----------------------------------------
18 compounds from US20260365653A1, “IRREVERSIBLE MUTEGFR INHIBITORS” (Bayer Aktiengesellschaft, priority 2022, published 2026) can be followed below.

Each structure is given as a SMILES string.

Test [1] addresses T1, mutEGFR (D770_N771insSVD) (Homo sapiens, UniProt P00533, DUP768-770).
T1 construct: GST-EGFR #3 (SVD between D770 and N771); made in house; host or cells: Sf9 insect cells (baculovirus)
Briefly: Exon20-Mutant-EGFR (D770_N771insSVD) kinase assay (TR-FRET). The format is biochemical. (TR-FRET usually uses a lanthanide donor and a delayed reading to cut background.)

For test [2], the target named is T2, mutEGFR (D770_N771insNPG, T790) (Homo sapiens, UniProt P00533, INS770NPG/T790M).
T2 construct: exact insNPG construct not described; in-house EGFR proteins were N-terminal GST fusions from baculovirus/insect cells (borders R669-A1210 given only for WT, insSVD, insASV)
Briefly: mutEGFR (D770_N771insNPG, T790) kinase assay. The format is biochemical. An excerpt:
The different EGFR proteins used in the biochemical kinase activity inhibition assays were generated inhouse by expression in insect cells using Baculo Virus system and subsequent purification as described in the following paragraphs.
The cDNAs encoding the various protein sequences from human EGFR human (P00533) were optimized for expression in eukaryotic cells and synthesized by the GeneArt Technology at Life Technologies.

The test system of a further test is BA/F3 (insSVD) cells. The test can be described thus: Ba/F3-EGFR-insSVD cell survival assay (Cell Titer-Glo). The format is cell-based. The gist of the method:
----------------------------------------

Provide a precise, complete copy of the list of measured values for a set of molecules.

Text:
18 compounds from US20260365653A1, “IRREVERSIBLE MUTEGFR INHIBITORS” (Bayer Aktiengesellschaft, priority 2022, published 2026) can be followed below.

Each structure is given as a SMILES string.

Test [1] addresses T1, mutEGFR (D770_N771insSVD) (Homo sapiens, UniProt P00533, DUP768-770).
T1 construct: GST-EGFR #3 (SVD between D770 and N771); made in house; host or cells: Sf9 insect cells (baculovirus)
Briefly: Exon20-Mutant-EGFR (D770_N771insSVD) kinase assay (TR-FRET). The format is biochemical. (TR-FRET usually uses a lanthanide donor and a delayed reading to cut background.)

For test [2], the target named is T2, mutEGFR (D770_N771insNPG, T790) (Homo sapiens, UniProt P00533, INS770NPG/T790M).
T2 construct: exact insNPG construct not described; in-house EGFR proteins were N-terminal GST fusions from baculovirus/insect cells (borders R669-A1210 given only for WT, insSVD, insASV)
Briefly: mutEGFR (D770_N771insNPG, T790) kinase assay. The format is biochemical. An excerpt:
The different EGFR proteins used in the biochemical kinase activity inhibition assays were generated inhouse by expression in insect cells using Baculo Virus system and subsequent purification as described in the following paragraphs.
The cDNAs encoding the various protein sequences from human EGFR human (P00533) were optimized for expression in eukaryotic cells and synthesized by the GeneArt Technology at Life Technologies.

The test system of a further test is BA/F3 (insSVD) cells. The test can be described thus: Ba/F3-EGFR-insSVD cell survival assay (Cell Titer-Glo). The format is cell-based. The gist of the method: